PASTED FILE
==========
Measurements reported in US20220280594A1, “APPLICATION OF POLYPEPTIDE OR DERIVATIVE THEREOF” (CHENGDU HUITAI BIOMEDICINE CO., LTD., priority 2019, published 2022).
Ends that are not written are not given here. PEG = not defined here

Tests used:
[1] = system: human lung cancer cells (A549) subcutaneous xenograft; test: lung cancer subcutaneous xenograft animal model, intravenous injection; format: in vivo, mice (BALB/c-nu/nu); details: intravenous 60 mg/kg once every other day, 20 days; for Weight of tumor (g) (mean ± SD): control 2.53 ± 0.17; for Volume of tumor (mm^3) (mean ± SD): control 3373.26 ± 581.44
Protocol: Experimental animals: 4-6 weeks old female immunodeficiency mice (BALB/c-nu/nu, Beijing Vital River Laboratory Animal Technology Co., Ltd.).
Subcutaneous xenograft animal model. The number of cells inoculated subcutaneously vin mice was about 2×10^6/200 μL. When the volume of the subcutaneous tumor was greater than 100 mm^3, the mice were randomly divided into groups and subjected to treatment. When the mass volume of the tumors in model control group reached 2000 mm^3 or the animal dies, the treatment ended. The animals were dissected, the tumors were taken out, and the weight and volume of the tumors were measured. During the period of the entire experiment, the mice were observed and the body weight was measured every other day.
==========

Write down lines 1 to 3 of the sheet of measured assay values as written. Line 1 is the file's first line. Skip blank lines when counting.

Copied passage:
Measurements reported in US20220280594A1, “APPLICATION OF POLYPEPTIDE OR DERIVATIVE THEREOF” (CHENGDU HUITAI BIOMEDICINE CO., LTD., priority 2019, published 2022).
Ends that are not written are not given here. PEG = not defined here

Tests used: